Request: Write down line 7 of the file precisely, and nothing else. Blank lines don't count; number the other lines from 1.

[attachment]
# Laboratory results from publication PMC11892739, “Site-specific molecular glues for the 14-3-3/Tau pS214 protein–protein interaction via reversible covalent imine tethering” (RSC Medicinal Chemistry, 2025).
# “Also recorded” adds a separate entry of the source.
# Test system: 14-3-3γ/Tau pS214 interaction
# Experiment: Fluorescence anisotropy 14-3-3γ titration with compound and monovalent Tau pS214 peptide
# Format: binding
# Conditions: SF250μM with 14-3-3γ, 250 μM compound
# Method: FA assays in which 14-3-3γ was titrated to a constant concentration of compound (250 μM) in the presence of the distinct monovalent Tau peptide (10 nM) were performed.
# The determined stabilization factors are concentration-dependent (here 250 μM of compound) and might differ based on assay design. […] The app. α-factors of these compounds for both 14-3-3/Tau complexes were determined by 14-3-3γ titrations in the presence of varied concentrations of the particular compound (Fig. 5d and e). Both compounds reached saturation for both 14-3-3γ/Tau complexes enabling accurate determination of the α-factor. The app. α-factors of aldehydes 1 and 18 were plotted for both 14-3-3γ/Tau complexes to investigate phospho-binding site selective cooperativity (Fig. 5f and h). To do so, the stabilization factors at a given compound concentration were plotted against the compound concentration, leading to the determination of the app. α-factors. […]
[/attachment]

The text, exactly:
# Method: FA assays in which 14-3-3γ was titrated to a constant concentration of compound (250 μM) in the presence of the distinct monovalent Tau peptide (10 nM) were performed.